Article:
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Home improvement

The concept of home improvement, home renovation, or remodeling is the process of renovating or making additions to one's home. Home improvement can consist of projects that upgrade an existing home interior (such as electrical and plumbing), the exterior (masonry, concrete, siding, roofing), or other improvements to the property (i.e. garden work or garage maintenance/additions)

TYPES OF HOME IMPROVEMENT

While "home improvement" often refers to building projects that alter the structure of an existing home, it can also include improvements to lawns, gardens, and outdoor structures, such as gazebos and garages. It also encompasses the maintenance, repair, and general servicing tasks. Home improvement projects generally have one or more of the following goals.

Comfort

  • Upgrading heating, ventilation and air conditioning systems (HVAC).
  • Upgrading rooms with luxuries, such as adding gourmet features to a kitchen or a hot tub spa to a bathroom.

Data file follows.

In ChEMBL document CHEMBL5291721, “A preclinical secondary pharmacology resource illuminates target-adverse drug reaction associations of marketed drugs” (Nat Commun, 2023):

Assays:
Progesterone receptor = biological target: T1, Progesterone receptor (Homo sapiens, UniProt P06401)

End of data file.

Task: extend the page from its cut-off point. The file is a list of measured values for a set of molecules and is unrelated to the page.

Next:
• Increasing the capacity of plumbing and electrical systems.
  • Waterproofing basements.
  • Soundproofing rooms, especially bedrooms and baths.
  • Maintenance and repair
  • Maintenance projects can include:

 
Roof tear-off and replacement.

  • Replacement or new construction windows.
  • Concrete and masonry repairs to the foundation and chimney.
  • Repainting rooms, walls or fences
  • Repairing plumbing and electrical systems
  • Wallpapers
  • Furniture polish

Additional space

Additional living space may be added by:

  • Turning marginal areas into livable spaces such as turning basements into rec rooms, home theaters, or home offices – or attics into spare bedrooms.
  • Extending one's house with rooms added to the side of one's home or, sometimes, extra levels to the original roof. Such a new unit of construction is called an "add-on".

Saving energy

Homeowners may reduce utility costs with:

  • Energy-efficient thermal insulation, replacement windows, and lighting.
  • Renewable energy with biomass pellet stoves, wood-burning stoves, solar panels, wind turbines, programmable thermostats,[2] and geothermal exchange heat pumps (see autonomous building).

Safety and preparedness

Emergency preparedness safety measures such as:

  • Home fire and burglar alarm systems.
  • Fire sprinkler systems to protect homes from fires.
  • Security doors, windows, and shutters.
  • Storm cellars as protection from tornadoes and hurricanes.
  • Bomb shelters especially during the 1950s as protection from nuclear war.
  • Backup generators for providing power during power outages.